the company went from just 11 stores in 1987 to 2,600 in the year 2000. This incredibly rapid
growth sprang from the company's ability to create a unique experience for customers who wanted
to buy its distinct brand of lattes and mochas wherever they found themselves. At star bucks core,
there was also a culture of treating each customer as a valued guest who should feel comfortable
relaxing and taking in the ambience of the store. whether you were in the company's founding
location in Seattle, Washington, or at the other end of the country in Miami, Florida, you knew
what to expect when you went to a star bucks. This uniform culture was truly put to the test in the
face of massive expansion, however, and by 2006 Starbucks chairman and former CEO Howard
Schultz knew something had gone wrong. He noted that "As I visited hundreds of Starbucks stores
in cities around the world, the entrepreneurial merchant in me sensed that something intrinsic to
Starbucks' brand was missing. An aura. A spirit. The stores were lacking a certain soulStarbucks'
performance had become lacklustre, with hundreds of planned store openings being cancelled and
hundreds more stores being closed.
So, Schultz took the dramatic step of coming back as CEO and engaging in a companywide
effort to change the corporate culture back to what it had been before its expansion. All 7,000
Starbucks stores were closed for a single afternoon as part of a training effort of 135,000
baristas. Quality control was a primary mission; baristas were instructed to pour every glass
of espresso like honey from a spoon, to preserve the flavour. This emphasis on quality over
speed ran counter to the principles of mass production, but t was just what the company
needed to ensure it could retain its culture. Espresso machines that obscured the with lower-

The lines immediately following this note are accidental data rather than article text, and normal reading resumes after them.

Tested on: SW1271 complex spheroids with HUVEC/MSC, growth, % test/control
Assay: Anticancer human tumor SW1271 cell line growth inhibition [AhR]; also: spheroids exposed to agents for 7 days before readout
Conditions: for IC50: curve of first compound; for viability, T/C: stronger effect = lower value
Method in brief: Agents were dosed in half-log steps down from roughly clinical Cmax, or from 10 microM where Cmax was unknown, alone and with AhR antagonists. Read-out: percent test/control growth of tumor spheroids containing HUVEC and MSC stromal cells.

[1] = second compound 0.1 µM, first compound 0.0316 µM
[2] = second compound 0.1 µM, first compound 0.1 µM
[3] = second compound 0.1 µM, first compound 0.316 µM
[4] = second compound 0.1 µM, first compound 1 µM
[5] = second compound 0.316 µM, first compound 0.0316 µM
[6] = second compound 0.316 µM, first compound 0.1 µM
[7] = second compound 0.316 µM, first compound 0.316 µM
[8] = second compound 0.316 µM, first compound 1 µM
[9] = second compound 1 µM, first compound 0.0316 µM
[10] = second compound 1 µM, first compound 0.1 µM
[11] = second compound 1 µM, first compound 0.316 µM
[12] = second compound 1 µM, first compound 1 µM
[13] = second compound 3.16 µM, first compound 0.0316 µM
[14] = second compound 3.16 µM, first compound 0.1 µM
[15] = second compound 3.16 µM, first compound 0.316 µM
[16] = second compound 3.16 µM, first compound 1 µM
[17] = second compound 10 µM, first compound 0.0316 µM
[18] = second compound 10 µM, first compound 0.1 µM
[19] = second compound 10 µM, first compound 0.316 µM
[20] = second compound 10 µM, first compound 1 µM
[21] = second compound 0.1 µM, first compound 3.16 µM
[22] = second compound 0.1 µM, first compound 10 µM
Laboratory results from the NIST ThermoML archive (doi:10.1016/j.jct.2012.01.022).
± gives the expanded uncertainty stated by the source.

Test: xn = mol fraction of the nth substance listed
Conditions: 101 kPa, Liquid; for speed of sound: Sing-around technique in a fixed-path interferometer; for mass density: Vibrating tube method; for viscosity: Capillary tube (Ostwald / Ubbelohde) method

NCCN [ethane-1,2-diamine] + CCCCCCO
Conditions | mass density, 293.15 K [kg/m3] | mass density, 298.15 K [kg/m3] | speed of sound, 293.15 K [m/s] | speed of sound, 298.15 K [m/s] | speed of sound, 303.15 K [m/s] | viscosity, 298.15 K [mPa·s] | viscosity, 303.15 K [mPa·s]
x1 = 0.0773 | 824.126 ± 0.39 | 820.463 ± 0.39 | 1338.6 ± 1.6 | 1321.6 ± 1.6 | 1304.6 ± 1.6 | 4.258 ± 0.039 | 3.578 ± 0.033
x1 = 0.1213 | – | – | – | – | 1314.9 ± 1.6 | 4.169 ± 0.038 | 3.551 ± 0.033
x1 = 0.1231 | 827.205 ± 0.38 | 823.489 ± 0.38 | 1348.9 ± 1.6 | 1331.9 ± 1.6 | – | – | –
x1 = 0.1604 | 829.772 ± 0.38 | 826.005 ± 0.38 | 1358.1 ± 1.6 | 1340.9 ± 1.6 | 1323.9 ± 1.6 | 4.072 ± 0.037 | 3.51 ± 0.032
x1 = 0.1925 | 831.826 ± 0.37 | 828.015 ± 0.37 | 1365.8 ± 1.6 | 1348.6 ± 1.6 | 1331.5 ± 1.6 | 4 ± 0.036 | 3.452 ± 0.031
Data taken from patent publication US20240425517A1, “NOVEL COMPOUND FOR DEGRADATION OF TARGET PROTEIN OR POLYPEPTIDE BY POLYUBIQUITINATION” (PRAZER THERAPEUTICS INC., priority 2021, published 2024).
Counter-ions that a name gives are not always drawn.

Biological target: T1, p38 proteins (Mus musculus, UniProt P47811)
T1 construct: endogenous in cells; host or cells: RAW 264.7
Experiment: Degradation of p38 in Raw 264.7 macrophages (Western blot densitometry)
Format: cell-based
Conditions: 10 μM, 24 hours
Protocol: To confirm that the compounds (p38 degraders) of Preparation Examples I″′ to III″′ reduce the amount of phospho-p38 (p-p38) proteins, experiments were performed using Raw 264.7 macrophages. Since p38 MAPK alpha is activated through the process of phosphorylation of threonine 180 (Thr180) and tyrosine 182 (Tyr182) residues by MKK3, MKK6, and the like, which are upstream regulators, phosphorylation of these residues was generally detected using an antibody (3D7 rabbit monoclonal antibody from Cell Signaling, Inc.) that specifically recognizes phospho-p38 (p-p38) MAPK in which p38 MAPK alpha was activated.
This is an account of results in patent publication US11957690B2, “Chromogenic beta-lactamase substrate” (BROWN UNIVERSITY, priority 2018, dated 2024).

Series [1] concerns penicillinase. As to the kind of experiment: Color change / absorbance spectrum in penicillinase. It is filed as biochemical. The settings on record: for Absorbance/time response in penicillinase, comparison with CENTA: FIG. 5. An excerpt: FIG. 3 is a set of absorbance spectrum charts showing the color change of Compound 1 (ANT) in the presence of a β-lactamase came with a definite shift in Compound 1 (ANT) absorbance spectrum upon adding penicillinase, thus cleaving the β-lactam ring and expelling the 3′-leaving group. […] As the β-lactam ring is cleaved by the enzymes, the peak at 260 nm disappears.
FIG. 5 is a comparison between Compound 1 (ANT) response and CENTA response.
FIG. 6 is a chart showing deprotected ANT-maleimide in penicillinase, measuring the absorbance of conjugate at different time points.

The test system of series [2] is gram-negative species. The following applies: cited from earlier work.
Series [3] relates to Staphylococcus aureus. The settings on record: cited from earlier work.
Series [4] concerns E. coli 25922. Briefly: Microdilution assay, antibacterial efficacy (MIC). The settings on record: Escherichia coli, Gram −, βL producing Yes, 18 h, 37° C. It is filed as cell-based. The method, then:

profile machines that allowed baristas to look directly at guests while making beverages. And
"assembly line production," like making several drinks at once, was discouraged in favour of
slowly making each drink for each customer. customers' view were replaced Schultz is
convinced his efforts to take the culture back to its roots as a neighbourhood coffee shop-one
entranced with the "romance of coffee" and treating every customer as an old friend-has
saved the company. Today Starbucks earns more than $10 billion in annual revenue and
serves more than 50 million customers a week around the globe.
Questions
I. What factors are most likely to change when a company grows very rapidly, as
Starbucks did? How can these changes threaten the culture of an
organization?
2. Why might this type of radical change process be easier for Starbucks to implement
than it would be for other companies?
3. A great deal of the return to an original culture has been credited to Howard Schultz,
who acted as an idea champion. Explain how Schultz's efforts to change the Starbucks
culture fit with our discussion of culture change earlier in the chapter,
4.Schultz's change initiative might succeed at another company that values customization
and high levels of customer service, but how would it need to differ at a firm that
emphasizes speed and efficiency of service.